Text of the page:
Imagine you get to know that a few cents of land close to the city is up for sale and it comes too. Not to forget a river flows by. What would you do? Build a villa or a house with a garden, right?
While an average Malayali would build a 2000-sq.ft. house with a garden in the land, this techie chose to make it a mini man-made forest
But that’s not what Hari M R, the Managing Director of Invis Multimedia had in mind. He was clear about what he wanted to do: convert the barren land into a reservoir of different species of plants and trees – simply put, a mini man-made forest!
Situated near the originating point of Karamana river, Hari found two acres of land in Puliyarakonam, a suburb in Thiruvananthapuram less than 15 km away from the main city.
You are sure to breathe in some fresh air while approaching this spot. On the way to the man-made paradise, which is on a hill-top, I was introduced to a variety of medicinal plants, some that are rare and used to treat cancer.
Further up, the land is divided for different kinds of farming: medicinal plants like various species of tulsi; passion fruit on one side; pineapple on the other (which grew naturally). Hari has also dug up a well and a bore-well to make watering of plants easy. To save water, he has planted saplings in paint buckets that need less water than those planted directly on earth. He has also built three tanks that store two lakh litres of water.
“I have, however, got permission from the government to take water from the river,” said Hari.
Further up, there are tanks built for storing asola, a type of fern, which serves as fodder to cattle, poultry and fish. Each tank can hold up to a kilo of asola which is rich in proteins and can be cooked and eaten by humans too. Adjacent to this, is a strip of land ploughed for vegetable farming and Hari plans to make it a vegetable forest in the future. He currently grows chillies there. As I walked further into the micro-forest, aadalodakam, amruthavalli, neermathalam, oorila, thaani, changalamperanda, thippali and ambazham are some of the medicinal plants and trees I saw. The plants are also labelled for a lay man to recognize.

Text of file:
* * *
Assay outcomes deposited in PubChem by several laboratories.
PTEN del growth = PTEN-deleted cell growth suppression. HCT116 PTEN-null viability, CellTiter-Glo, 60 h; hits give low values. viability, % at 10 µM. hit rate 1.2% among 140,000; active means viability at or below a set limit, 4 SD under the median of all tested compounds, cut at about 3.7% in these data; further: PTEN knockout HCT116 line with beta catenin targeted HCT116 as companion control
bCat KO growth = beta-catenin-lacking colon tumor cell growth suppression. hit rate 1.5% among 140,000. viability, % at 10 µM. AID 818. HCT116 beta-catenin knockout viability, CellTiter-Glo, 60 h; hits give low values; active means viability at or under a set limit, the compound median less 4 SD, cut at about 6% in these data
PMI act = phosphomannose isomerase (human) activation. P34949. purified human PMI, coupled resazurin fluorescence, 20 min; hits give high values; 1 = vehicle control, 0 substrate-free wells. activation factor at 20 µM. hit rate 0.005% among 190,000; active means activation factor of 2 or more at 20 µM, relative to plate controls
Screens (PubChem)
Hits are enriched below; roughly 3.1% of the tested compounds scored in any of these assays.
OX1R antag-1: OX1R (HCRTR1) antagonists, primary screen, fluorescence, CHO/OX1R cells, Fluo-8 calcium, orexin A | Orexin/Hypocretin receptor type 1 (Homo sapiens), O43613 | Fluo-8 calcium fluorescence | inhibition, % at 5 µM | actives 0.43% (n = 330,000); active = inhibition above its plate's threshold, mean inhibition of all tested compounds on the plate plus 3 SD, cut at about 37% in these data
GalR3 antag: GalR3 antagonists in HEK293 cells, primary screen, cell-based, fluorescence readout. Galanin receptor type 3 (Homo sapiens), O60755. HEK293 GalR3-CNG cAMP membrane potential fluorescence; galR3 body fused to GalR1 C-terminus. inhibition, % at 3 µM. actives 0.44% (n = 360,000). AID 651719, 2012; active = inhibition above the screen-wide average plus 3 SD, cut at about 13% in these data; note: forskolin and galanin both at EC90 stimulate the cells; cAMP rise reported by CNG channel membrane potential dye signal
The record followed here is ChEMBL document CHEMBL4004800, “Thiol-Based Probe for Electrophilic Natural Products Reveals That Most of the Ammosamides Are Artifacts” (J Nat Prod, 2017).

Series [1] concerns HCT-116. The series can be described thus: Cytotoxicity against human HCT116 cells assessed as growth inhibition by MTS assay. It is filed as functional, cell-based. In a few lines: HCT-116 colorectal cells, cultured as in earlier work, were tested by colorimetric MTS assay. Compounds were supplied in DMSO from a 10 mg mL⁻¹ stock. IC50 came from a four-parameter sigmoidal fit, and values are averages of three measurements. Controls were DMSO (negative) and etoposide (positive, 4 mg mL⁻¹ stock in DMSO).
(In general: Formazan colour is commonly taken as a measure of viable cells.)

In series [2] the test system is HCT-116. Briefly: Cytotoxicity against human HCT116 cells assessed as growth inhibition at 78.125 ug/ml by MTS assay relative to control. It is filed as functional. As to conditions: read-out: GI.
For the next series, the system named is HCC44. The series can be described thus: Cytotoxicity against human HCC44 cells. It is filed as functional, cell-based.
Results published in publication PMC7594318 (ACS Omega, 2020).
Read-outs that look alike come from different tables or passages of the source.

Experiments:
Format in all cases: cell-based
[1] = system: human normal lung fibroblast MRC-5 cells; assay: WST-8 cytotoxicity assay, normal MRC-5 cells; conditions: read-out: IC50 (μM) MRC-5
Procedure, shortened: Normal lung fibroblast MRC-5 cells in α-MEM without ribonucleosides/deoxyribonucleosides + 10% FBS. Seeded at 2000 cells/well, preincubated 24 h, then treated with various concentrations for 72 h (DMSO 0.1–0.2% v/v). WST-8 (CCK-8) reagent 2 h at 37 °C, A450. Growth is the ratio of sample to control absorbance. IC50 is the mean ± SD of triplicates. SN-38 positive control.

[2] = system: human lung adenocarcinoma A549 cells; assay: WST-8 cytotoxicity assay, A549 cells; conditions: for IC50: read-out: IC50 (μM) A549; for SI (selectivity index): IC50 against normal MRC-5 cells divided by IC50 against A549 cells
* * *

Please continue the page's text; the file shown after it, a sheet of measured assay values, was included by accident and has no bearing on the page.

“Medicinal plants will make a difference in the quality of air. The plants here are not fully ayurvedic but the extracts from these plants can be used to make medicines. Around 100 years ago, Ayurvedic plants were part of one’s compound at home and any home maker would know to make a normal ‘kashaayam’. However, ayurvedam has been reduced to pharmaceutical medicines and has become more commercial now,” said Hari.
“It is for this reason that I chose to conserve medicinal plants. For example, kanjiram which has high medicinal value and trees like naatumaav are rarely seen now. We import gooseberry from Tamil Nadu, which may not be rich in quality. I wanted to create awareness among people on this and that is how I started this initiative,” he added.
He pointed out that not many trees are being planted on the roadsides in Kerala and are lesser compared to cities like Bengaluru and Delhi. “Lack of trees means reduction in bird population and systematic elimination of diversity,” he said. According to him, a common complaint raised by people to develop forests in their house is the lack of space and the possibility of the presence of snakes. “But these issues can be solved easily as micro forests can be developed even in 100 sq.ft. of land to one acre. Also, enclosing the area using nets (used for covering wells), can stop snakes entering the premises,” said the budding environmentalist.
Sensing the importance of this social cause, the government has leased five cents of land in Kanakakunnu to Hari for cultivating a sample micro forest with medicinal plants there. He has also bought lands in Peyad and Munnar for the same purpose. He is planning to do high altitude farming in Munnar. In Puliyarakonam, he plans to develop three cents of land a year to a forest and gradually have 30 cents of forest in 10 years. “After three years, there is no question of maintenance in the forest as it will become dense,” he added. He is also planning to develop a flower and fruit forest in Puliyarakonam.
“Afforestation has been my passion for many years. Knowing this, one of my friends suggested that I watch the TED (Technology, Entertainment, Design) talk of ecoentrepreneur, Shubhendu Sharma. I also studied about the Miyawaki Model of Afforestation, conceived by Akira Miyawaki, a Japanese botanist who planted around 40 million trees across the world. I have developed my micro forests based on the Miyawaki Model,” said Hari.
As a prelude to the afforestation model, Hari brought in some cows and bulls to the land to make it fertile. The nearly a-year-old forest has only native plants in it and there are no invasive foreign species.
When asked about the challenges he faced during the process, Hari says the whole process starting from getting the right place for farming to sourcing plants from different people was challenging. Getting water in a dry land was yet again a hurdle. He had to spend Rs 4.5 lakh for the three cents of land.
“I also had to do a lot of homework on the whole process and study plants deeply,” he said. NGOs also come here to learn the process for future replication.